Oct. 5, 2020
Chris Woodley • firstname.lastname@example.org
According to the National Alliance to End Homelessness, more than 53,000 family household were identified as homeless on a single night in January 2019. Adults and children comprise approximately 33 percent of the homeless population in the United States. But one alum is working to ensure children who have experienced homelessness have programs to help them maintain their education, interact with other children in similar situations, and be surrounded by caring adults.
Laura Stokes, MSW '16, is the youth services coordinator for Homeless No More. The Columbia-based nonprofit provides a continuum of care to keep at-risk families together and meet their needs with appropriate services. Their facilities include Family Shelter, which provides emergency housing, and St. Lawrence Place, a 30-home transitional housing community.
“While my job duties can seemingly change every hour, I oversee all of the youth programs,” Stokes says. “This includes services for children from infants to 18 years old who participate in any of the programs we offer, including after school programs or summer camps.
Part of my job is also meeting the needs of the kids, whether helping them get connected with school resources or working with parents to navigate child care issues or the SC Voucher program. We track their school attendance and grades and stay connected with their schools for any services they may need.”
Stokes was initially interested in school social work. She began her graduate studies at the College of Social Work in 2014, shortly after earning her bachelor’s degree in sociology and religion from Wofford College. And it was her first field placement at St. Lawrence Place where her interests immediately changed, and she discovered her career path. Stokes worked part-time at St. Lawrence Place during the summer between her first and second year of graduate school. She was later hired full-time in April 2016, one month before graduating with her Master of Social Work.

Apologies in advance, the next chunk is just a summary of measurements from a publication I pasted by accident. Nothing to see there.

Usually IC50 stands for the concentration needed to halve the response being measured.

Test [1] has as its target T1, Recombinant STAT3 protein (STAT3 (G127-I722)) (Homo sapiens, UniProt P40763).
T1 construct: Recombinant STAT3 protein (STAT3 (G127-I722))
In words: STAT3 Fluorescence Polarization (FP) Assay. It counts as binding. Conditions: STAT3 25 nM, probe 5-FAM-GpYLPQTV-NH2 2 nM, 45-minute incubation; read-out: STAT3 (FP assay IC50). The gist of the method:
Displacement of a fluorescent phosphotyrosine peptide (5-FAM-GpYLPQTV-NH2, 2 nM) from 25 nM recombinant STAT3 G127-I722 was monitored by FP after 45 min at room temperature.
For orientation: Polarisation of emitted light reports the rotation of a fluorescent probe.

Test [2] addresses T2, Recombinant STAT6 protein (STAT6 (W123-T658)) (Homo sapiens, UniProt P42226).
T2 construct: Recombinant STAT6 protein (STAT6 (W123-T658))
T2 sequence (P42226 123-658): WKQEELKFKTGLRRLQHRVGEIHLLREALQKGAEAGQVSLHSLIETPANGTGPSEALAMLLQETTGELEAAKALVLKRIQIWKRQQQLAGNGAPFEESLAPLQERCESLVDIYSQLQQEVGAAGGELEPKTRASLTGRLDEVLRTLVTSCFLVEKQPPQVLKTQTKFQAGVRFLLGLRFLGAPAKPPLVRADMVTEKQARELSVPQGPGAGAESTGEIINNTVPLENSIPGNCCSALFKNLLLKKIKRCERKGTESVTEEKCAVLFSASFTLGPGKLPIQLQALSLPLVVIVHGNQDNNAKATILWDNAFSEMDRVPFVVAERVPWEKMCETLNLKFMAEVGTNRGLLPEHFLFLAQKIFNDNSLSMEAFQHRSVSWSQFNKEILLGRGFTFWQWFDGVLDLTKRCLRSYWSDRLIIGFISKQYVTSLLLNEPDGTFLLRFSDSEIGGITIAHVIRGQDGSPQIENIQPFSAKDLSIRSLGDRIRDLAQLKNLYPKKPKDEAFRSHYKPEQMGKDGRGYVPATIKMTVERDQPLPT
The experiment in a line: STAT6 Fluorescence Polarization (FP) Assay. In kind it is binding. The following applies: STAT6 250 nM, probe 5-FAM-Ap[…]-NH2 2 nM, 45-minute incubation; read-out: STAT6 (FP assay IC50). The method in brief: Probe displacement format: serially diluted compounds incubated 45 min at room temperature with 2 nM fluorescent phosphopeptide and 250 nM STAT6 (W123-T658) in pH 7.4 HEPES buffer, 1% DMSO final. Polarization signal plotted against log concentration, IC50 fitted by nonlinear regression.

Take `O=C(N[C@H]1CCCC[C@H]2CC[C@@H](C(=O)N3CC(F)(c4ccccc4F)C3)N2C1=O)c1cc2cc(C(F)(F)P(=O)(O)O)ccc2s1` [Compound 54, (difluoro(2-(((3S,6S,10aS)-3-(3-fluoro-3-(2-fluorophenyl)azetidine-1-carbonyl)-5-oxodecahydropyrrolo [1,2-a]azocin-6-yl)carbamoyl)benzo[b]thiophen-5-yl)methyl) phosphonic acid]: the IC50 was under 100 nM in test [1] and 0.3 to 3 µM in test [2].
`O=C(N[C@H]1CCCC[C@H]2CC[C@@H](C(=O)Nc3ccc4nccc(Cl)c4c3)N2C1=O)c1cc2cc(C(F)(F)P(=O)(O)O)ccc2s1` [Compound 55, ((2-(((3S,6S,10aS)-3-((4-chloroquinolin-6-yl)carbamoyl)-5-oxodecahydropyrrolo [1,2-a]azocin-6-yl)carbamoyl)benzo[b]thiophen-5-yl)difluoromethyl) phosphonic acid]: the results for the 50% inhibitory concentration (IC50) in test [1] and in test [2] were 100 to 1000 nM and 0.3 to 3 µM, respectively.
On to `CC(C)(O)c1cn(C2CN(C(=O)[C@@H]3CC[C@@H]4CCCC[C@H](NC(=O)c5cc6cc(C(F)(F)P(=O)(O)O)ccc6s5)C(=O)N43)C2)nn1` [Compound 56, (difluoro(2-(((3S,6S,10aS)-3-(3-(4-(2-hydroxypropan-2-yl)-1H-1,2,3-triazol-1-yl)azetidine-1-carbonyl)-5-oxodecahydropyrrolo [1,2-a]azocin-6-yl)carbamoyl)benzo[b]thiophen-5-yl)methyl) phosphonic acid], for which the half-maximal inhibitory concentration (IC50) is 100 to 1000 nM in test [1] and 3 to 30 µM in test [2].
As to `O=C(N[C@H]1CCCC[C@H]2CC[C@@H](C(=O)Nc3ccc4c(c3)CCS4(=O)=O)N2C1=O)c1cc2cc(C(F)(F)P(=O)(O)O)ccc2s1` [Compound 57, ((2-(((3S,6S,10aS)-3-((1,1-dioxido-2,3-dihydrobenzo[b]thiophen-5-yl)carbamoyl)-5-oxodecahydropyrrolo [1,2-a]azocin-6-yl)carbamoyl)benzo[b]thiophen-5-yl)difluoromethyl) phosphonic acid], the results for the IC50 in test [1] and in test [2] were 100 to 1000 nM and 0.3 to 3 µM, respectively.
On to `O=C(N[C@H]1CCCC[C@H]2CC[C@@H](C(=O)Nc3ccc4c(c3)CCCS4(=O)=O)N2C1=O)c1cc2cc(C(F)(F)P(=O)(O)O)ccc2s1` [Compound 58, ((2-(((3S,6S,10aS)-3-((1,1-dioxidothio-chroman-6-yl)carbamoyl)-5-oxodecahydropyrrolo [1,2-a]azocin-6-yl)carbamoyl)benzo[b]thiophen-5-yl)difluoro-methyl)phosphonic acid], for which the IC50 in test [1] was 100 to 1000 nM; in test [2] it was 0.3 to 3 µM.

The kids’ resiliency and ability to bounce back always impresses me. They smile and are excited to see me every day and are willing to do anything to succeed.
- Laura Stokes
Working for an organization where families have faced difficult situations can affect someone’s attitude. But it is the children’s positivity and excitement that make Stokes job enjoyable and fulfilling.
“I always tell people that whenever I'm having a rough day or if I need to get away from my desk, I go to our children's building and see the smiles on their faces,” Stokes says. “We make sure they feel safe, loved and cared for. That's the favorite part of my job.”
But the COVID-19 pandemic has changed parts of Stokes’ job. She only went to her office once a week from mid-March to June 1. Most of her work consisted of emailing parents and making sure everyone was safe and to see if they had enough food or other essential needs. But the one day Stokes was in the office, she went door-to-door to check on every family and visit their children. She also made sure appropriate precautions were in place so COVID-19 did not prevent Homeless No More from hosting their annual summer camp.
“We couldn't do summer camp as it had been done previously, so we had to make it completely outdoors, which was a bit of an issue with the heat,” Stokes says. “Even though everything was outside, the kids handled it really well and did not skip a beat while having a lot of fun.”
A new activity during this year’s summer camp was provided thanks to a grant from the Central Carolina Community Foundation. Children were responsible for maintaining a garden and growing vegetables. Both shelters are in food deserts, where access to affordable and nutritious food is limited.
“Every morning the kids would harvest a different herb or vegetable, which they took home and reported back on what they had cooked and how they cooked it,” Stokes says. “They were so proud of themselves because they thought they had completely changed their diets and would become too healthy.”
But once summer camp ended and school resumed in late August, Stokes learned that some parents were considering quitting their jobs to stay home while their children did e-learning. She did not want parents to be forced into making a difficult decision, which would have had a more negative impact than COVID-19 has already dealt.
“We basically created our own e-learning academy and opened it up in our children's building, which is run by staff, interns, volunteers and me,” Stokes says. “We have kids of all ages with their devices and doing all of their schoolwork in our building. The biggest challenge is that our academy runs the gamut of different districts, schools, grades and schedules. There's still some challenges, but we know it’s worthwhile for our families.”
While children who participate in programs sponsored by Homeless No More may have suffered trauma, Stokes continues to be impressed by their positive attitudes and joy to be in a place where their lives can only improve.
“The kids’ resiliency and ability to bounce back always impresses me,” Stokes says. “They smile and are excited to see me every day, and willing to do anything to succeed.”